What do fresh cut grass, ice cream sandwiches and your triceps have in common? They're all underrated. Often overshadowed by their biceps neighbor, your triceps deserve a place in your upper-body strength-training routine.
If you want to give your triceps some proper attention, skip the triceps dips and opt for a triceps pushdown instead. This exercise is safer for your shoulders and isolates your triceps more so you'll really feel the burn.
Read more: An At-Home Triceps Workout With Just 4 Moves
The Risks of Triceps Dips
While dips may be your standard, go-to triceps exercise, they aren't totally risk-free, especially if you have bad form. While they're considered a functional movement, they can put increased stress on your shoulder joint, according to the American Council on Exercise (ACE).
Unlike your hip joints, for instance, the shoulders aren't a true ball-and-socket joint. This means that they rely on muscles and joints for stability, making the shoulders more injury-prone, according to ACE. Dips also push certain shoulder joints beyond their typical range of motion, making it more difficult to stabilize your shoulders.
A lot of people also lack the strength needed to perform a dip properly, says Sam Becourtney, physical therapist at Bespoke Treatments in New York City. As a result, people tend to compensate with other muscles as their triceps fatigue, which can cause pain in the shoulders.
Even the bars used for a triceps dip can increase the stress on your shoulders, Becourtney says. Depending on the width of the bars, the triceps dip can turn into more of a chest exercise if the arms are too far apart, which defeats the purpose of the exercise.
The More Effective (and Safer) Triceps Exercise
If you're looking for a good exercise swap for your triceps dip, Becourtney recommends switching to a cable, bar or banded triceps pushdown. This move is easy to perform at a gym, the playground or even right at home.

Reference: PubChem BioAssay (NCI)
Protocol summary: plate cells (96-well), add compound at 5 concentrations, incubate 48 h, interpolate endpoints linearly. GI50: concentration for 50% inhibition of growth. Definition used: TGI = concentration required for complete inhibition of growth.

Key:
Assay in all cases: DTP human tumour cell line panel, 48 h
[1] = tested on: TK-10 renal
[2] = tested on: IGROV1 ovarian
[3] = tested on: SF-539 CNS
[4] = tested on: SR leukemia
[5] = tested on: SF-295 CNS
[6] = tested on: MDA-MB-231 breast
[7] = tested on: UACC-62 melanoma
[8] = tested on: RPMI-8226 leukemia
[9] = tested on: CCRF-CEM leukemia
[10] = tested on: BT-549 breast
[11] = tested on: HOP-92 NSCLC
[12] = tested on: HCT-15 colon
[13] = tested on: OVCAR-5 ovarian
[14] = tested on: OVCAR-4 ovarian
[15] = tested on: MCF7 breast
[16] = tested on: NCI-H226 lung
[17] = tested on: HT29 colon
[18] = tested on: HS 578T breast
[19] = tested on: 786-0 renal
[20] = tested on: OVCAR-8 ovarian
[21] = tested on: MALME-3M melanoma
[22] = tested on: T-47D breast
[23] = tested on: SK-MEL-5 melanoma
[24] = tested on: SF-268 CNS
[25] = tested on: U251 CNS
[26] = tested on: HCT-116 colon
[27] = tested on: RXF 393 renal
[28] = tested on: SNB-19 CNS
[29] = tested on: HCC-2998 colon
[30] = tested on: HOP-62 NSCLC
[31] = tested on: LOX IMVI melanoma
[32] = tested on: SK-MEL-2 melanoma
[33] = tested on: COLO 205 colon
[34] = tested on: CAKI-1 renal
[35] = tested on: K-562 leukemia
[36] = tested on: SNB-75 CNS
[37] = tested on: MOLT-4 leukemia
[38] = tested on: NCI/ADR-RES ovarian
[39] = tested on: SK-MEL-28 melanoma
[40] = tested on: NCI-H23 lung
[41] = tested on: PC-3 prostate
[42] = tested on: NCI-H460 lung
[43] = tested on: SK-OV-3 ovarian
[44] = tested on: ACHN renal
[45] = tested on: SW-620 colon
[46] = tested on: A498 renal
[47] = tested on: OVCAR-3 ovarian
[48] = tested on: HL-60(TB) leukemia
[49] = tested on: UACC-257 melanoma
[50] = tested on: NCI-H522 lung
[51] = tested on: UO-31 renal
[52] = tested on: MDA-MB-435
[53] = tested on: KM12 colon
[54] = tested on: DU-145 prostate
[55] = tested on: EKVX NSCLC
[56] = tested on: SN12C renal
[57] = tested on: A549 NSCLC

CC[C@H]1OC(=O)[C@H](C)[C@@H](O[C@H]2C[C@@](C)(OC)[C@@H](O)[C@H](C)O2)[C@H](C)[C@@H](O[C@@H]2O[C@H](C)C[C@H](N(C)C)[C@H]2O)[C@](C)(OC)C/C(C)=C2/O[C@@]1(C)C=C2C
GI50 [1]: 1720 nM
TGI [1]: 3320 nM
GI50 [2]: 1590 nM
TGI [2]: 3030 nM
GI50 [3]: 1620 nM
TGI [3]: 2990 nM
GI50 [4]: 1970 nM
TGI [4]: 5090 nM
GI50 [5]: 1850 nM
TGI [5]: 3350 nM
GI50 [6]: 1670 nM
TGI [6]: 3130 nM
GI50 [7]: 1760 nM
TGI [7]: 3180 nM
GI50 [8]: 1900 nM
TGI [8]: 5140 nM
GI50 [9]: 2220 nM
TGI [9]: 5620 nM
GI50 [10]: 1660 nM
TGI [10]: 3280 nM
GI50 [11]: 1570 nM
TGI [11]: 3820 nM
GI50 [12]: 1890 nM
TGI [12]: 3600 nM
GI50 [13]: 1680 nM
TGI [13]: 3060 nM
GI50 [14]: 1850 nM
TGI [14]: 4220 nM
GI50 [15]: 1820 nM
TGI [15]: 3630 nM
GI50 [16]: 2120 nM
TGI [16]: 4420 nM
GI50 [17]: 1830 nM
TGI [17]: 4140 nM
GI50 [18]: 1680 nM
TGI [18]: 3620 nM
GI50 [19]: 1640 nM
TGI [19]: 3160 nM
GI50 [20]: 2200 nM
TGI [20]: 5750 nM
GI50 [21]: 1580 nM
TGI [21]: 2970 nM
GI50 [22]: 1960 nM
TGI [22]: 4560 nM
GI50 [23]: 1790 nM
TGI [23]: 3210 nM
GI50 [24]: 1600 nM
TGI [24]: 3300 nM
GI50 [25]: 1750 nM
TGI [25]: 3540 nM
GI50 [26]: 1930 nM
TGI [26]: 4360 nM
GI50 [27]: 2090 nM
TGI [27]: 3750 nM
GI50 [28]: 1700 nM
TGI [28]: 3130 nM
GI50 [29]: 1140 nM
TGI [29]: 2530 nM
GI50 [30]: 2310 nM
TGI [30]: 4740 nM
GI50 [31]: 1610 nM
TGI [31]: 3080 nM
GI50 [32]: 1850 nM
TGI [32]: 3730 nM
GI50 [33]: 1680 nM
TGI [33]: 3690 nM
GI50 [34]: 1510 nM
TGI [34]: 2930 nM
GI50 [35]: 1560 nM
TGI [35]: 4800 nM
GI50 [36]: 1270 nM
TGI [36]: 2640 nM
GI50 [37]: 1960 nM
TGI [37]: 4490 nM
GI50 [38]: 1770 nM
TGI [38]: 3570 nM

Unlike the dip, the triceps pushdown places significantly less stress on the shoulder joint, Becourtney says. Holding the shoulder stable, this exercise is isolated at the elbow joint, leaving the triceps muscle responsible for extending the arm.
This move also helps you isolate the muscle more than the dip, giving your triceps a better workout. The pushdown is also far more beginner-friendly. It's easier to perform and more customizable based on your current abilities.
"You're able to adjust the weight or resistance as needed, so you can start lighter and gradually increase the resistance," Becourtney says. "The triceps dip requires you to move your body weight at the very least."
- Begin holding a bar, rope or band that's anchored high above your head.
- Keep your elbows bent and tight at your sides, slightly peeking behind your body.
- Keeping your upper arms stable, straighten your elbows by moving your palms toward the floor, face down.
- After your elbows are fully extended, bend them again to 90 degrees, returning to the starting position.
"The key here is to try to isolate the movement at the elbow joint and keep the rest of your body still, including your upper arm and torso with your core engaged," Becourtney says. As you return to the starting position, keep the weight maintained and control the resistance so it doesn't pull you back there with force.
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